How can we tackle the lack of diversity at the top of higher education?

In recent years, initiatives have been introduced to increase diversity at the top of higher education, but there remains a long way to go. 

Figures from the Higher Education Statistics Agency (Hesa) suggest that British universities are making only slow progress in promoting black, Asian and minority ethnic (BAME) staff to senior positions. It recorded that most universities employed between zero and two black professors in 2018/19. The following year, the agency noted that when it came to academic “managers, directors and senior officials” in higher education, just 20 were Asian compared with 435 who were white.               

Hesa data also suggests that just 0.7% of professors, and 0.9% of other senior academics, in 2019/20 were black. In 2016, the Race Equality Charter was launched, whose framework aims to help universities identify institutional and cultural barriers standing in the way of BAME staff and students. But significant change in senior roles is yet to be achieved.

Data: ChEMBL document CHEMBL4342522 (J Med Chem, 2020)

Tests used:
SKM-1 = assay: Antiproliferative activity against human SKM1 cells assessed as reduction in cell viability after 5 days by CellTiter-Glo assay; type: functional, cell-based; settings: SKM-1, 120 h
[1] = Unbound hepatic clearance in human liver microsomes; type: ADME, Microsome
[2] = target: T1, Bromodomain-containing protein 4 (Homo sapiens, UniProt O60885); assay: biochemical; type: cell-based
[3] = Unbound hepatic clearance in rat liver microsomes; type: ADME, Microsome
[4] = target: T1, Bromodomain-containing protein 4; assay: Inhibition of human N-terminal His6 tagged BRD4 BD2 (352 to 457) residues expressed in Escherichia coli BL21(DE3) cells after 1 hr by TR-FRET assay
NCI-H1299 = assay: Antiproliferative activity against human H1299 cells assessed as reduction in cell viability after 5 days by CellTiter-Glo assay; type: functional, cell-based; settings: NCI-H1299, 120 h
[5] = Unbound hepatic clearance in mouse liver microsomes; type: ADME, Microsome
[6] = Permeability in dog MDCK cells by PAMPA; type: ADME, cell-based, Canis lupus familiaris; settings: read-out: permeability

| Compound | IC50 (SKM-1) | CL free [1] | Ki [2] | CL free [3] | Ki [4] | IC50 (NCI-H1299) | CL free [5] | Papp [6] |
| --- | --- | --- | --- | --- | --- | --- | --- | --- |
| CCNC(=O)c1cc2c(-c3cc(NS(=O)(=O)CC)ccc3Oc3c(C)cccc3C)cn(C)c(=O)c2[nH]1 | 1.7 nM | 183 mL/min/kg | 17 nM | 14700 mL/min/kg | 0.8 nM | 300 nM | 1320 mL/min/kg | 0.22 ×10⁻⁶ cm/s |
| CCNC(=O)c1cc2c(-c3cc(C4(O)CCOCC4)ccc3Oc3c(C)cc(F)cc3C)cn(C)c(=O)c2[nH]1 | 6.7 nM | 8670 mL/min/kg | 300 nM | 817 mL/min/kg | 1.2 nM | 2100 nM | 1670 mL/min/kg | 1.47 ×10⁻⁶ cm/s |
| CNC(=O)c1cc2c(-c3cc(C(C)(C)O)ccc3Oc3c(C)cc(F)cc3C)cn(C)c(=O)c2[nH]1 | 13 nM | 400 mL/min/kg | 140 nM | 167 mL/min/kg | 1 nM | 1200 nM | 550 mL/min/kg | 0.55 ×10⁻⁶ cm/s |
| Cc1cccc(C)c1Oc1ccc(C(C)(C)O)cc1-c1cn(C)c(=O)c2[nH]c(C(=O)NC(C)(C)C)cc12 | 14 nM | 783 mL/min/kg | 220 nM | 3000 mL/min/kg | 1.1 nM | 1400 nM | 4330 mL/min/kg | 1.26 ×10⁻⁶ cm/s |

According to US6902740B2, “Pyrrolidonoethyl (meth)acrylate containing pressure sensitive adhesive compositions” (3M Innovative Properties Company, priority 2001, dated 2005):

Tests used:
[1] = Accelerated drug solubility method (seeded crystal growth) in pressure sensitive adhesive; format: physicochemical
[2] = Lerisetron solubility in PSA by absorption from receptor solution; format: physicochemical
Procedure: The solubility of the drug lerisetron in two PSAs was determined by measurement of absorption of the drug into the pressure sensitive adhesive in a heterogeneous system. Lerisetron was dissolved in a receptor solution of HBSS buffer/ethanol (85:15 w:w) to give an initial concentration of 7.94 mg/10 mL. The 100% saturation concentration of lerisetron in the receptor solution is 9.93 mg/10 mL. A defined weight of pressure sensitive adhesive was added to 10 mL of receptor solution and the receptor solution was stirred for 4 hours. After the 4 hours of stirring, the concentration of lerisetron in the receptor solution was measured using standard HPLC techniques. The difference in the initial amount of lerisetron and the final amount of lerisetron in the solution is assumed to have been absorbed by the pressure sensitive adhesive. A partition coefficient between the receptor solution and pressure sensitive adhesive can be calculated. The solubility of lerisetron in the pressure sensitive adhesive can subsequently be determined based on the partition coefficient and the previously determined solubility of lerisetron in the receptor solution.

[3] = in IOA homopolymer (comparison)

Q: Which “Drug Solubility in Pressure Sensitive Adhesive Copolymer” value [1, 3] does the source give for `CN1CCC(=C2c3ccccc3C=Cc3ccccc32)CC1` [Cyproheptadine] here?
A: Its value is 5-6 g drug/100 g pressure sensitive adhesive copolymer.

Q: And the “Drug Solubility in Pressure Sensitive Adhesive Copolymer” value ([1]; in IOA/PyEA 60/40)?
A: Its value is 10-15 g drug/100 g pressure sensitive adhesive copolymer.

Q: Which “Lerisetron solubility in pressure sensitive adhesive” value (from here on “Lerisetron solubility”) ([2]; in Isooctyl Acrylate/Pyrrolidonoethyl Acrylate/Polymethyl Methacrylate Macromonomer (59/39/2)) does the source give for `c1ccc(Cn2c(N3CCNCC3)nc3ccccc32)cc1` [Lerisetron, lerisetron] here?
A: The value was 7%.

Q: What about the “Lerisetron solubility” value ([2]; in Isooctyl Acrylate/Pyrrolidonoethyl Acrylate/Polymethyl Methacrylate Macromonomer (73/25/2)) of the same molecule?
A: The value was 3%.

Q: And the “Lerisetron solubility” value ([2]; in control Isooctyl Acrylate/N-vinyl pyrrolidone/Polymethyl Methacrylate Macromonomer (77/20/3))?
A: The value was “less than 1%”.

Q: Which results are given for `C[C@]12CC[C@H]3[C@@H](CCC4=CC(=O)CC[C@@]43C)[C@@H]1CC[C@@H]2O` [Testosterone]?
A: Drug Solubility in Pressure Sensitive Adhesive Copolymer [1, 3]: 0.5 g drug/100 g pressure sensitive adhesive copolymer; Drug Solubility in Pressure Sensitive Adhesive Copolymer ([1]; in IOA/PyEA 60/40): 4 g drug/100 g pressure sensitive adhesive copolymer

To explore this in depth, we are hosting an online panel discussion with the Guardian. This event is free to attend and will include a chance to ask questions to our expert panellists and provide an opportunity for attendees to understand initiatives needed to ensure a more representative mix of staff at a senior level.               

Panellists include:

  • Chair: Coco Khan, commissioning editor at Guardian B2B            
  • Professor Kalwant Bhopol, director of the Centre for Research in Race and Education at University of Birmingham            
  • Professor Shirley Congdon, vice-chancellor at University of Bradford               
  • Professor Charles Egbu, vice-chancellor at Leeds Trinity University                
  • Dr Michael Spence, president and provost at University College London            

If you’d like to register to attend the event, please click the following link: 

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